Maine Family Farm Becomes Flashpoint for Gay Marriage/Free Speech Debate


The Bangor Daily News reports on a story we've seen all too often -- good, decent, pro-marriage citizens express their first amendment rights on behalf of marriage (by simply putting up a "No on Question 1" sign) and are met with boycotts and harassment.

It's extremely encouraging, however, in this instance to see how many people are already standing with the Treworgy family! The family posted a detailed explanation for their pro-marriage views on their Facebook page which has already been liked over 1,600 times (at the time of this writing).

A poll hosted by the Bangor Daily News found readers supporting the Treworgy family's choice to put up their sign 71%-28% (at the time of this writing).

Stories like that of the Treworgy family puts yet another face to the reality that redefining marriage has consequences for everyone, and that far too often the free speech of pro-marriage citizens is marginalized and stigmatized -- that is, unless we band together to stand up for our right to be for marriage!

The Bangor Daily News:

When the owner of a local family farm operation exercised his right to free speech by putting up a small political sign near a private driveway, some customers with an opposing view exercised their consumer rights to boycott the business.

That, in turn, prompted others to publicly come out in support of the farm family in a battle that is being waged primarily on the farm’s Facebook page.

At issue is a small lawn size “No on 1” sign that Gary Treworgy, patriarch of the family farm, put up in front of his house. The property is also the location of a business that employs several family members.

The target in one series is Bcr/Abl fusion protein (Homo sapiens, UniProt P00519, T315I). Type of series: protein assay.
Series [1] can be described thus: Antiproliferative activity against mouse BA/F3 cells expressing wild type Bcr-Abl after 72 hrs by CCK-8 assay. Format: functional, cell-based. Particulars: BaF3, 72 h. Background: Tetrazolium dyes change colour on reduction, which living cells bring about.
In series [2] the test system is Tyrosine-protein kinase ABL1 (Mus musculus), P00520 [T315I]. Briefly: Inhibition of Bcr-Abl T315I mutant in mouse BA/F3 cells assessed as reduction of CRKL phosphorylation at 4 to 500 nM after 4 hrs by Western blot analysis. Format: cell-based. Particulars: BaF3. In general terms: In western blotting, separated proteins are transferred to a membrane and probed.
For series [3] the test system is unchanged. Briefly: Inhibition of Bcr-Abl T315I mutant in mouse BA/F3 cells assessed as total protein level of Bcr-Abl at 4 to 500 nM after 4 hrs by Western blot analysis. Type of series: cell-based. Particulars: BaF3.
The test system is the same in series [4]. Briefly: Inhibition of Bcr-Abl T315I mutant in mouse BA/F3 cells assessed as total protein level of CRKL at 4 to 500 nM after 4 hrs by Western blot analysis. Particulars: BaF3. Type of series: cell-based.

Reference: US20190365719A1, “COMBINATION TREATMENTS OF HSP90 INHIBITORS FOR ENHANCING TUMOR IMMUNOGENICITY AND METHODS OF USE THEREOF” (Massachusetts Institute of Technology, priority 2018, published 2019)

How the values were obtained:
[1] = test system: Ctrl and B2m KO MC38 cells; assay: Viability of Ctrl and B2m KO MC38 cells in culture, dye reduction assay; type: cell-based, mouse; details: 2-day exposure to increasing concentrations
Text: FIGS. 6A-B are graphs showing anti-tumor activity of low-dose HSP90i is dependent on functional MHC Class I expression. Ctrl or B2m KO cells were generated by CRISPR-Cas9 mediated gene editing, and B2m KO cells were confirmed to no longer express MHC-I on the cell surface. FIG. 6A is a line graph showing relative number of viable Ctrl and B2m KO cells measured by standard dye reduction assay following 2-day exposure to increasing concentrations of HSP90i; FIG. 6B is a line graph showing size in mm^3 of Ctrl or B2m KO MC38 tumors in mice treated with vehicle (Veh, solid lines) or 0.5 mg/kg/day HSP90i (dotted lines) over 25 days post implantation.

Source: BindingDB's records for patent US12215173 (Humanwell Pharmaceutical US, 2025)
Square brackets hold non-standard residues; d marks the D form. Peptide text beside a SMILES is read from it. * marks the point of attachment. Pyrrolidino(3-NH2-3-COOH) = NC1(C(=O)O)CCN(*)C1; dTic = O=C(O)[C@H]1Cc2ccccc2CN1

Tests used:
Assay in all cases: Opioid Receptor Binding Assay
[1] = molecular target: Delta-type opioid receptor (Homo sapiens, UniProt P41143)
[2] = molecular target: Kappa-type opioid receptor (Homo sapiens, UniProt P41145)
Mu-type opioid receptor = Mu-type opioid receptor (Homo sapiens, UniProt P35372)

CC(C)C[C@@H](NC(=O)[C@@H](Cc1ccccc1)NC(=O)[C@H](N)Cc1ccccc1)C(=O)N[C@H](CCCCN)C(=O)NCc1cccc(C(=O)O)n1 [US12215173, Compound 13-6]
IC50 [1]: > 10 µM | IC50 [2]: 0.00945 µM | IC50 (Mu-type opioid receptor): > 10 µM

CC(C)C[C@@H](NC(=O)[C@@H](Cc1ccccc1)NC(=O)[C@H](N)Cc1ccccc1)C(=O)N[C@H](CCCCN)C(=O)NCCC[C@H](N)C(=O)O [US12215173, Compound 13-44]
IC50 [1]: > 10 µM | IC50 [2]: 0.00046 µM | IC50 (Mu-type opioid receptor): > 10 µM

“Don’t redefine marriage. Vote NO on Question One. Marriage=One Man + One Woman,” read the sign, sponsored by the Protect Marriage Maine campaign.

A citizen initiative on the Nov. 6 statewide ballot, Question 1seeks to overturn Maine’s ban on same-sex marriage. The issue has proven a contentious one — pitting neighbors, family members and friends against one another from one end of the state to the other.

The first post critical of Treworgy’s sign appeared Sunday, family spokesman Jon Kenerson said Monday afternoon. Within less than 24 hours, more than 15,000 people had visited the page, with many of them weighing in with comments, he said.

... The controversy playing out on the Treworgy Family Orchards Facebook page prompted the family to post a lengthy statement Sunday night in which the family apologized for any hurt the sign might have caused — but at the same time stood by its position on same-sex marriage.

“This is obviously a very divisive issue and we value the freedom for every citizen to exercise their rights to express their opinion,” the statement read. “It’s a shame that so many assume that we are hateful and discriminatory simply because we are convinced that marriage is defined by a higher power than civil government.”